When we first saw one of Robert Arthur Bramwell's sketches poking out of some tatty cardboard folder at an auction, we knew we'd struck gold! We had no idea the amount of work (and painting materials/equipment) we would later come home with but we are mighty pleased we did.
We purchased two big folders of Robert’s work back in May 2016 and were told he had recently passed away. Ever since, we’ve made numerous attempts to find out more about the artist but without any luck.
In May 2017 we found a phone number on a delivery note attached to some art supplies addressed to Robert. We decided to give it a ring but unfortunately, the number was no longer in use. Once again we had hit a dead end and were resigned to the fact that we may never know anything about him.
Later that day Robert’s daughter, Rebecca sent us an e-mail!!!
She was browsing Etsy and came across her dad’s drawings in our store and told us everything we’d always wondered. She was even kind enough to share several photos of Mr Bramwell with us.
Born in Chesterfield on 14th November 1934, Robert studied painting at Newcastle in the late 50s and moved to Chester where he worked as an art teacher.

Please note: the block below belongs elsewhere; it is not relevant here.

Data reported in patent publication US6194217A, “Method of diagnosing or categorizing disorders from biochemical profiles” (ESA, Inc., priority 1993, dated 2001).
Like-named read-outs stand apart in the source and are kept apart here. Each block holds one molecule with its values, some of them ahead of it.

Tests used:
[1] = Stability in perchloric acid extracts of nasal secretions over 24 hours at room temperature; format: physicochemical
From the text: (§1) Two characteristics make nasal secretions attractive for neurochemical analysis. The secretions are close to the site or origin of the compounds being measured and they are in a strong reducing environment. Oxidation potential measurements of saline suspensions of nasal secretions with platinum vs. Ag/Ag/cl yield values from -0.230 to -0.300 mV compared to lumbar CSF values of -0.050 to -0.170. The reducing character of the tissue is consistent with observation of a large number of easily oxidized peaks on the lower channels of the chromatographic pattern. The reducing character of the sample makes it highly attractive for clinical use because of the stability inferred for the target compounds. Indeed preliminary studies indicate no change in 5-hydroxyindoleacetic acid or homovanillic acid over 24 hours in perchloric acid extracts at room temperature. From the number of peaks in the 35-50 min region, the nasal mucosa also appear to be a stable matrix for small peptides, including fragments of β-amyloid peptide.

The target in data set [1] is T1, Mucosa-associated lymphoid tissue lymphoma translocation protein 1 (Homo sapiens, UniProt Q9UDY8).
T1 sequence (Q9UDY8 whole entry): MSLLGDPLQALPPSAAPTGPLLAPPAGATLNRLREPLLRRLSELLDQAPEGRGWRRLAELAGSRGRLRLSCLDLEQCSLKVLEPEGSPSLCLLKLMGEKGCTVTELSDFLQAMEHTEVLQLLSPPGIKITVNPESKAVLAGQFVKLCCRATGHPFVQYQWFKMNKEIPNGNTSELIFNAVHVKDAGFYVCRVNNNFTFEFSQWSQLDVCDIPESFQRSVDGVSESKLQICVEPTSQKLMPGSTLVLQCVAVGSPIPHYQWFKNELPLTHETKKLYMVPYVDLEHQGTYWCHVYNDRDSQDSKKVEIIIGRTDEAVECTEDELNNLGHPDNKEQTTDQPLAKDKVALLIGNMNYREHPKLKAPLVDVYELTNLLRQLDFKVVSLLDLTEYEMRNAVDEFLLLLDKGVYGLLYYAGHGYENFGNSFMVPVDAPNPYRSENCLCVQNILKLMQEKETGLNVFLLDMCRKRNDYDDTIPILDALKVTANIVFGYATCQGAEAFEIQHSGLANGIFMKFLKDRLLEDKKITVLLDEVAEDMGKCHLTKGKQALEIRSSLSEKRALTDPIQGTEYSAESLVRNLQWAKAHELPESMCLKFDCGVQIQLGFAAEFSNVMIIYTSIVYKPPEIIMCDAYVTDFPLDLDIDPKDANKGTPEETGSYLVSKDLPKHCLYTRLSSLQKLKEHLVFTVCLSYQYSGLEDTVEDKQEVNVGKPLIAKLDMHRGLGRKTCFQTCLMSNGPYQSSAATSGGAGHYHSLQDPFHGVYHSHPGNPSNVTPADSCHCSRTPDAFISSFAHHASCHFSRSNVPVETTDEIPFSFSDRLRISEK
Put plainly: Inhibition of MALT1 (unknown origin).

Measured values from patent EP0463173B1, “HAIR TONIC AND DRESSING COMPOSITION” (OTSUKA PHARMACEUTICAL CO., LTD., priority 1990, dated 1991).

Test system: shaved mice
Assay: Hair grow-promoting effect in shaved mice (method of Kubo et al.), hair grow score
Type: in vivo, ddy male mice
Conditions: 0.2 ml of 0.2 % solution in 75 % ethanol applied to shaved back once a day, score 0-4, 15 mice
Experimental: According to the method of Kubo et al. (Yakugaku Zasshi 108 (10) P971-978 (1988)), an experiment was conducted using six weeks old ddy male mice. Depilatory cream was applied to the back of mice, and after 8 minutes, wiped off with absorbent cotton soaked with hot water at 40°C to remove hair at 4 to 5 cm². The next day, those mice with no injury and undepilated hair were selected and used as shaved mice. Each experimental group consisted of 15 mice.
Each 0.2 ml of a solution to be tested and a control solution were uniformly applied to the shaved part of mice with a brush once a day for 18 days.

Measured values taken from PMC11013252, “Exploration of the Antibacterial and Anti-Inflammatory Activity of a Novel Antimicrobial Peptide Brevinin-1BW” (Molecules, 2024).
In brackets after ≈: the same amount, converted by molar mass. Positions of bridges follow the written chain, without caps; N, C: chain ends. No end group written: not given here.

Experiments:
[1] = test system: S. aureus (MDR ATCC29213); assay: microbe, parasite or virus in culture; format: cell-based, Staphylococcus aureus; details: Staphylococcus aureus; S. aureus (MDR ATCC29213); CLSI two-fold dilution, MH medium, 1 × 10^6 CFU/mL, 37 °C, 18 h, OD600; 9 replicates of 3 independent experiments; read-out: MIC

Robert later took early retirement, moving first to Liverpool and then to Carlisle about 15 years ago to be nearer family.
Sadly he contracted mesothelioma from exposure to asbestos which was the unfortunate cause of his death on 7th March 2016.
Having been surrounded by Robert’s drawings on a daily basis, we’ve become somewhat unknowingly attached to this man whom we’ve never met while also forming a deep routed respect and appreciation for his work. Rebecca told us he was a very modest man and therefore his work was never brought to light. So, you can imagine how pleased we were to tell her that his drawings have been sent all over the world with nothing but great things said about them.
The pastel portrait we have listed here is signed 'RAB' and dated '87' and like a lot of his work, features the naked female form. Theres a real melancholy feel and vulnerability to Robert’s work and he has such a refined and unique style that we are huge admirers of, incase it wasn’t obvious already.
We feel these pieces are sketches that he would later form a final painting from. He most likely never intended for them to be proudly displayed like we have done. As such, there are some bent corners, discolouring to the the paper and marks/smudges elsewhere to the white space.
Measures approximately 59cm wide and 84cm tall (A1).